My little girl Layan had started with the pump 2 weeks ago, so far we have been doing well. Her BG numbers are much better than with the MDI, although her ratios are not correct yet but we are moving small steps and I feel that we are moving in the right direction.
My problem is now is with the GCM. We have the VEO pump that comes with the GCM and uses the Enlite sensors. My concern comes from the fact that we have to insert the GCM in another site. Layan is starting to develop phobia from the site changes for the pump, so I cannot get myself to tell her that this will involve another insertion.
I have delayed my appointment with the clinic in which they will start with the GCM on her body.
Can anyone tell me their experience with the Enlite sensor; does it hurt and how can you compare it to the pain of the infusion sets?
I don't have the Enlite, which is not available in our primative country (USA! LOL...) but have the Paradigm. I think the Paradigm is a bigger needle. The inserter doesn't exactly hurt however it is kind of visually intimidating to me. I use an angled infusion set (the Silhouette) and insert it manually. I'd say the Paradigm is more intimidating but I'm not sure about the Enlite. I've heard that the Enlite isn't "as bad" but I can't say for sure whether it's better or worse than your infusion sets? I also have more area in which to insert the needles. I understand being intimidated sticking these in children.
I wouldn't delay the appointment at the clinic but tell them your thoughts. If you are making progress and getting the rates set with the pump on it's own, it may be worth it to see how close to your goal you can get with the pump? I made slight improvements with the CGM and love having the 24-7 data readily available, to the point where it's worth it to have the 2x sites all the time and using the intimidating needles. I'm not sure I'd do it for my daughter or not.
The other way to find out would be to try it yourself? Take the needle and insert it, maybe while your daughter's at school? See how it feels. I guess you could do an infusion set too, so you'll be able to make the best decision? It won't give you the data (although you could turn it on if you stay 3' away from her and see your BG on her CGM? hmmmm....) but you'll be able to make the best decision.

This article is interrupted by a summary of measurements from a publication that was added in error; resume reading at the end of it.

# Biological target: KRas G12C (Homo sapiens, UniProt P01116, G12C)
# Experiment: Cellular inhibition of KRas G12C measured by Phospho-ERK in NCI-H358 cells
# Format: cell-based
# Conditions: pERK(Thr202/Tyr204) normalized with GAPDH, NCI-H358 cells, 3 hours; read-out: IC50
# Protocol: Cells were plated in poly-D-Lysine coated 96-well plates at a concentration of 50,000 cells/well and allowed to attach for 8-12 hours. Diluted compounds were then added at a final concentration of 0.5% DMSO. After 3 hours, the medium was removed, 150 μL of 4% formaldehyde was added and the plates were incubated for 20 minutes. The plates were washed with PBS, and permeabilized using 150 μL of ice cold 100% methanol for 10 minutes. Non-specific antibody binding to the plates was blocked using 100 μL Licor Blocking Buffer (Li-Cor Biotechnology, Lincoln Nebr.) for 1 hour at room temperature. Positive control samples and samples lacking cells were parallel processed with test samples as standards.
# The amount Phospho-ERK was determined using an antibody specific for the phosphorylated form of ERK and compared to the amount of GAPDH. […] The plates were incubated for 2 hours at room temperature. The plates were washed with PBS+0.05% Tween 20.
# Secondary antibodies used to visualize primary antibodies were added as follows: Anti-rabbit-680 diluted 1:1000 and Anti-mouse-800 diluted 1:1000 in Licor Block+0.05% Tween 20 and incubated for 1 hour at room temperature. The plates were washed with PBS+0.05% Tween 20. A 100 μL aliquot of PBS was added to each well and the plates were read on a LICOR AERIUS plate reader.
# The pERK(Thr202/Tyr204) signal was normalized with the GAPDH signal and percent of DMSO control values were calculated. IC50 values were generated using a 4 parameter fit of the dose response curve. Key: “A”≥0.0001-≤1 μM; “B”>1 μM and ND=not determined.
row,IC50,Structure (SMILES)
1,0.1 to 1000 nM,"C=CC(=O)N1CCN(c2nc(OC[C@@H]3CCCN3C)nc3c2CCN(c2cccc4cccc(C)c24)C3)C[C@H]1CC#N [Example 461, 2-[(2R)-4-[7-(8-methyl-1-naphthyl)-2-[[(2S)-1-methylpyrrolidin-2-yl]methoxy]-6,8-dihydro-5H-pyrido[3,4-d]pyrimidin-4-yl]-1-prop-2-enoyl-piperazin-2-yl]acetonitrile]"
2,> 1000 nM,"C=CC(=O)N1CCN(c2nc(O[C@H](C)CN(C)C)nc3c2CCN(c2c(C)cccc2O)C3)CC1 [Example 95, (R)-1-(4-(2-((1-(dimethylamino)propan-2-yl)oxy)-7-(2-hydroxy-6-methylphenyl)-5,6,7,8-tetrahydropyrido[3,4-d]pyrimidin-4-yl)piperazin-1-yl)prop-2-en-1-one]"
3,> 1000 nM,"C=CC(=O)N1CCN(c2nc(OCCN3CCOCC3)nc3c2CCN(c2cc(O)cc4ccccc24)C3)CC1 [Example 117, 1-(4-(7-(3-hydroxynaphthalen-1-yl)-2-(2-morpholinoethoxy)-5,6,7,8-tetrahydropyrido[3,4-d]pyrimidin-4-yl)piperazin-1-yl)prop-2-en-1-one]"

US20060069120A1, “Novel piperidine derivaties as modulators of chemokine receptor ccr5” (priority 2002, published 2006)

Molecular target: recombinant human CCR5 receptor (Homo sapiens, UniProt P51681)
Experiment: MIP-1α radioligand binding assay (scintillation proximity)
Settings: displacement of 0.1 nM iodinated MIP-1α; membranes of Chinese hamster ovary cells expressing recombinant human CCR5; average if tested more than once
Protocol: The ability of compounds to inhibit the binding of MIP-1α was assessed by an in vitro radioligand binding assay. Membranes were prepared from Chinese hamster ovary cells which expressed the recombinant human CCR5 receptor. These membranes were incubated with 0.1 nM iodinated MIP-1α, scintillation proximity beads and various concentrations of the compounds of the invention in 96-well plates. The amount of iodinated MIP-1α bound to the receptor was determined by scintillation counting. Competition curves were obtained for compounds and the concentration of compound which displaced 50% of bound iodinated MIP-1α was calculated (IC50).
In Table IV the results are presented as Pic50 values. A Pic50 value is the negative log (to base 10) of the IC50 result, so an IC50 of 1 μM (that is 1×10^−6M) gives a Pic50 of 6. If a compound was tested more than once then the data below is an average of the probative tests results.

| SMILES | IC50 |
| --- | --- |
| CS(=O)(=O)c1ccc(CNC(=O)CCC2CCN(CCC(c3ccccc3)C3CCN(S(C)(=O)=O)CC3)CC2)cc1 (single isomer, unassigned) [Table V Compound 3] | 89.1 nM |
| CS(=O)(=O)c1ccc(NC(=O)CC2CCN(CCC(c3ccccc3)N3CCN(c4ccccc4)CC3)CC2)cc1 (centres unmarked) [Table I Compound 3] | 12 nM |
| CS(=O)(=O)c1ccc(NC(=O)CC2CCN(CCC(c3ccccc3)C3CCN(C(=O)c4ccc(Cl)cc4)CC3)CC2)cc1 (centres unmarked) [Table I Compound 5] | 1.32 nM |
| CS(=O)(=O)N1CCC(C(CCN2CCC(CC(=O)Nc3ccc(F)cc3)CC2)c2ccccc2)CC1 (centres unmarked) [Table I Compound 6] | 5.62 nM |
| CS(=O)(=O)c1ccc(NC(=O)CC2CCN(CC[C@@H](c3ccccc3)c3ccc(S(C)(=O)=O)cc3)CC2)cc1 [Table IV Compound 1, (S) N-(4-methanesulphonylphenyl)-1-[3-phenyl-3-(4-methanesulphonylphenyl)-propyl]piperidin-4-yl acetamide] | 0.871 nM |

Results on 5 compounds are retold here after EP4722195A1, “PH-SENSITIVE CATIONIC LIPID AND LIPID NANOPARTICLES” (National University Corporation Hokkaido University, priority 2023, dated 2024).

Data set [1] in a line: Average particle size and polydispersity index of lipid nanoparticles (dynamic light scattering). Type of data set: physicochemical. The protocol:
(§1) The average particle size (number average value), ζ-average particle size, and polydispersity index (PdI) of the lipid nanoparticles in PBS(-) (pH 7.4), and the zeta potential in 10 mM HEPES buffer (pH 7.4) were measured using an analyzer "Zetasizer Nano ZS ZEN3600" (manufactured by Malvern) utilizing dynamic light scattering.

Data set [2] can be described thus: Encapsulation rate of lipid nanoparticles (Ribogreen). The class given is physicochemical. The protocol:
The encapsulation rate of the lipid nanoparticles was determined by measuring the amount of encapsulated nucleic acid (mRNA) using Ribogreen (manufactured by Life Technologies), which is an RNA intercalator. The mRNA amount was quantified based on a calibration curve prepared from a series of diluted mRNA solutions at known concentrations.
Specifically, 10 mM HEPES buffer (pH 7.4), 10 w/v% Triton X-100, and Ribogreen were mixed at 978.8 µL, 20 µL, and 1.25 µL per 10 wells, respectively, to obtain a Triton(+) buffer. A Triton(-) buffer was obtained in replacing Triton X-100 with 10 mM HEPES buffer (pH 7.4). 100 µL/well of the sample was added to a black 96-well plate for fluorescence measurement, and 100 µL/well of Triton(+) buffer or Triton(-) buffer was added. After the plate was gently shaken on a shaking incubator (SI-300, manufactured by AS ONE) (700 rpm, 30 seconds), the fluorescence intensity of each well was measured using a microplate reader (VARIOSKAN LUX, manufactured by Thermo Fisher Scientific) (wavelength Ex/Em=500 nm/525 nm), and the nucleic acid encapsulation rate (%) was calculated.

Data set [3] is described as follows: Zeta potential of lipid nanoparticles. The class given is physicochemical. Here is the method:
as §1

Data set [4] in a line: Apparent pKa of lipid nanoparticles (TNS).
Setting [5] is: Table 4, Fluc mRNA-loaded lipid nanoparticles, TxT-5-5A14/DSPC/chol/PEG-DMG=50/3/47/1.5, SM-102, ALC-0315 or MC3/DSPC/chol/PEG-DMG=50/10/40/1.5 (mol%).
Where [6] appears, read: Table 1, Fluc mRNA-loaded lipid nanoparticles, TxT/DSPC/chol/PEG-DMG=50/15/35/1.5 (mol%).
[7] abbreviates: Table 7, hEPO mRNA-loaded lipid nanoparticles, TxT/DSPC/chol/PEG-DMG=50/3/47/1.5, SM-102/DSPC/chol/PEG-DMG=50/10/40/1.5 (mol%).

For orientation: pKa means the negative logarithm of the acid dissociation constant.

One other thing I encountered w/ the Paradigm needles is that I have a couple of spots where there's veins close to the surface that will spring "gushers" if I hit them with the needles. That would probably alarm a kid, particularly if the kid has the sense that mom is apprehensive about the process?
I know I've seen tips from other moms about numbing the site with ice or numbing cream before insertion. Hopefully one of them will be able to give you more info. I would definitely give the clinic a call and see if they have any suggestions as well.
So glad the pump is working out! There is a learning curve, but it sounds as if you're going in the right direction.
I apologize I cannot speak to the sensor issue directly. A foreign object, ANY foreign object in our body is eventually uncomfortable... it may not be infected, it likely is not placed in the center of her forehead, but even so she'll be aware of it. It is also POSSIBLE, not guaranteed mind you only possible, her awareness will reduce, it will become "background" noise... with time. With regret I would not bet on it however... "being attached" is one of the serious problems for many.
Now when you speak of PHOBIA, what are we talking about here? You have a bunch of folks who can definitely help with that one. Btw, mention the problem directly to the clinic. Mention it to everybody you can find.
Guaranteed its not the first time they've come across it.... they should have some solutions. I know many of us here will. I love acidrock's solution, and agree 100%. My twist would be do it in right front of her. No squirming, no screaming, just assemble, clean and insert.
Show her it does not hurt mommy. Kids love being grown up, right? So mommy pretends and does it. Get her help assembling stuff. Get her help doing it. Then its "her turn"...
Yep, I am with the others! Try it yourself and see how it feels. That is the best way to know.
We don't have the Enlite sensor here (yet), but I did try the ones we have here with my MM pump and I'll admit that it did hurt worse than the infusion set, but not horribly so. Of course, I'm a grown-up with more body fat than a little kid. I use mostly the Quicksets with the Quickserter and Mio infusion sets, which are spring loaded and very fast (which makes them hurt less). I know when I've inserted a Quickset without the Quickerserter, it hurt. The CGMs are usually inserted manually, so if you're not really fast, it will hurt more.